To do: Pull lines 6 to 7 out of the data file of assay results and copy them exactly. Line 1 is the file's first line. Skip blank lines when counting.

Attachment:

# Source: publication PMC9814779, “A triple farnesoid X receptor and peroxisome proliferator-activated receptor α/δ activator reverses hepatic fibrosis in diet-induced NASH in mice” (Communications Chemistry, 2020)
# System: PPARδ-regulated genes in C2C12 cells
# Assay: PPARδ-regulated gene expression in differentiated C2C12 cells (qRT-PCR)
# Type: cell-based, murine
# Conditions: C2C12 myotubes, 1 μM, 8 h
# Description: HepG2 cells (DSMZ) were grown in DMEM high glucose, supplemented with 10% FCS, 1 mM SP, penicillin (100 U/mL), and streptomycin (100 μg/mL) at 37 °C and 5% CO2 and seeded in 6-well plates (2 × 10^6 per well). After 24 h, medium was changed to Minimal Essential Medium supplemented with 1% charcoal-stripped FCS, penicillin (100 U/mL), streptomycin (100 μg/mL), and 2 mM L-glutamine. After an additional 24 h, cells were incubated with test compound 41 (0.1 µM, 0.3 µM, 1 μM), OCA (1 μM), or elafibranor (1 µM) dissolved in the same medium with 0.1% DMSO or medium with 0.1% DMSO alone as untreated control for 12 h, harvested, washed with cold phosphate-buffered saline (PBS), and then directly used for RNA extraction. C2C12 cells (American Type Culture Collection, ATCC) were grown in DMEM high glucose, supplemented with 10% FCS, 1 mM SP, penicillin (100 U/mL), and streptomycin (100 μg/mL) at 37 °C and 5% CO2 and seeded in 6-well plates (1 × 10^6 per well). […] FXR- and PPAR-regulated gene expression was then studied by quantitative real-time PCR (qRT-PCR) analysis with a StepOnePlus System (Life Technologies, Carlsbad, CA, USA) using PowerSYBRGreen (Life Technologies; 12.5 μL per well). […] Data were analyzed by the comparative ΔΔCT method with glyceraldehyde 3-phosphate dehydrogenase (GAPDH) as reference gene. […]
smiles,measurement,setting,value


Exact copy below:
# Description: HepG2 cells (DSMZ) were grown in DMEM high glucose, supplemented with 10% FCS, 1 mM SP, penicillin (100 U/mL), and streptomycin (100 μg/mL) at 37 °C and 5% CO2 and seeded in 6-well plates (2 × 10^6 per well). After 24 h, medium was changed to Minimal Essential Medium supplemented with 1% charcoal-stripped FCS, penicillin (100 U/mL), streptomycin (100 μg/mL), and 2 mM L-glutamine. After an additional 24 h, cells were incubated with test compound 41 (0.1 µM, 0.3 µM, 1 μM), OCA (1 μM), or elafibranor (1 µM) dissolved in the same medium with 0.1% DMSO or medium with 0.1% DMSO alone as untreated control for 12 h, harvested, washed with cold phosphate-buffered saline (PBS), and then directly used for RNA extraction. C2C12 cells (American Type Culture Collection, ATCC) were grown in DMEM high glucose, supplemented with 10% FCS, 1 mM SP, penicillin (100 U/mL), and streptomycin (100 μg/mL) at 37 °C and 5% CO2 and seeded in 6-well plates (1 × 10^6 per well). […] FXR- and PPAR-regulated gene expression was then studied by quantitative real-time PCR (qRT-PCR) analysis with a StepOnePlus System (Life Technologies, Carlsbad, CA, USA) using PowerSYBRGreen (Life Technologies; 12.5 μL per well). […] Data were analyzed by the comparative ΔΔCT method with glyceraldehyde 3-phosphate dehydrogenase (GAPDH) as reference gene. […]
smiles,measurement,setting,value